The Woman Bringing Unconventional Sex Ed to the Arctic
It turned out to be the most pivotal decision of Ashoka Fellow Candice Lys’ life: continue with a research stint in Greenland or return home to Canada’s far north and deliver arts-based HIV-prevention workshops. Lys picked door No. 2.
In a region with higher rates of sexual violence, sexually transmitted infections and teenage pregnancy than the rest of Canada, Lys’ unconventional approach — incorporating theater, music, photography, digital storytelling and Indigenous beading — is making an impact.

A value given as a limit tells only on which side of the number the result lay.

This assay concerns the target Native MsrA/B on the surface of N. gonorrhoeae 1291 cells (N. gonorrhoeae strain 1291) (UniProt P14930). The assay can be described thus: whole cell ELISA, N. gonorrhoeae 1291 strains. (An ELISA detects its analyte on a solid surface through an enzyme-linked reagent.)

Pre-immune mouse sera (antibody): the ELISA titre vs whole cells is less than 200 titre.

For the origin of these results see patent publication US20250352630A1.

Candice Lys, who was raised in a Métis family (a distinct group of Indigenous peoples in Canada) is bringing sexual and health education to almost 70 percent of the young people in Canada’s far north. She’s taking an “extremely organized, very ambitious” approach to expanding her efforts to include mental health challenges, bullying, family violence, intergenerational trauma and sexual assault. Ashoka Canada’s executive director Barb Steele says the work she is doing “is transferable to many other issues and cultures” as well as “beyond the far north and very likely beyond Canada.”